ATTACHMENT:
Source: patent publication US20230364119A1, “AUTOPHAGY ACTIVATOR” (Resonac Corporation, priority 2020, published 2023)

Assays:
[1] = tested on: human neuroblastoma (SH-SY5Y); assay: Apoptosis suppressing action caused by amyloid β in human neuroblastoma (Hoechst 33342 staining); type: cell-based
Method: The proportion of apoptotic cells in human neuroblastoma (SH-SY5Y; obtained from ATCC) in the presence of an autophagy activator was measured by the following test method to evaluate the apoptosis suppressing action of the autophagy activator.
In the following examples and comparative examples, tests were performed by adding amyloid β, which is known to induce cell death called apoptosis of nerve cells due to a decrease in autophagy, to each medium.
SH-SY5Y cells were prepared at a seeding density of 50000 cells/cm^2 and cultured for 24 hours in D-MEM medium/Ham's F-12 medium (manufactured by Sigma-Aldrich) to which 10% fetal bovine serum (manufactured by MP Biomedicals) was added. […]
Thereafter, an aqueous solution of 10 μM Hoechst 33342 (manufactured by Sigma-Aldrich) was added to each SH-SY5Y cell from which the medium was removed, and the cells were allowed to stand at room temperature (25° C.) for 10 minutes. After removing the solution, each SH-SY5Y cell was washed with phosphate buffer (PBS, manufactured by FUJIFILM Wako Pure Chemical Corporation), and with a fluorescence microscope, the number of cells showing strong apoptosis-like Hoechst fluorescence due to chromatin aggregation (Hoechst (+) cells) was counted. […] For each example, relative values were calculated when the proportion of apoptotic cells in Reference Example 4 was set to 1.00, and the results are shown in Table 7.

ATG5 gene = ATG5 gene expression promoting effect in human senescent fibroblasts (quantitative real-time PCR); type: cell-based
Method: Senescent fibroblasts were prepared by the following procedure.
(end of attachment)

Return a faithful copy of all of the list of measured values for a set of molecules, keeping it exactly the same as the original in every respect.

Source: patent publication US20230364119A1, “AUTOPHAGY ACTIVATOR” (Resonac Corporation, priority 2020, published 2023)

Assays:
[1] = tested on: human neuroblastoma (SH-SY5Y); assay: Apoptosis suppressing action caused by amyloid β in human neuroblastoma (Hoechst 33342 staining); type: cell-based
Method: The proportion of apoptotic cells in human neuroblastoma (SH-SY5Y; obtained from ATCC) in the presence of an autophagy activator was measured by the following test method to evaluate the apoptosis suppressing action of the autophagy activator.
In the following examples and comparative examples, tests were performed by adding amyloid β, which is known to induce cell death called apoptosis of nerve cells due to a decrease in autophagy, to each medium.
SH-SY5Y cells were prepared at a seeding density of 50000 cells/cm^2 and cultured for 24 hours in D-MEM medium/Ham's F-12 medium (manufactured by Sigma-Aldrich) to which 10% fetal bovine serum (manufactured by MP Biomedicals) was added. […]
Thereafter, an aqueous solution of 10 μM Hoechst 33342 (manufactured by Sigma-Aldrich) was added to each SH-SY5Y cell from which the medium was removed, and the cells were allowed to stand at room temperature (25° C.) for 10 minutes. After removing the solution, each SH-SY5Y cell was washed with phosphate buffer (PBS, manufactured by FUJIFILM Wako Pure Chemical Corporation), and with a fluorescence microscope, the number of cells showing strong apoptosis-like Hoechst fluorescence due to chromatin aggregation (Hoechst (+) cells) was counted. […] For each example, relative values were calculated when the proportion of apoptotic cells in Reference Example 4 was set to 1.00, and the results are shown in Table 7.

ATG5 gene = ATG5 gene expression promoting effect in human senescent fibroblasts (quantitative real-time PCR); type: cell-based
Method: Senescent fibroblasts were prepared by the following procedure.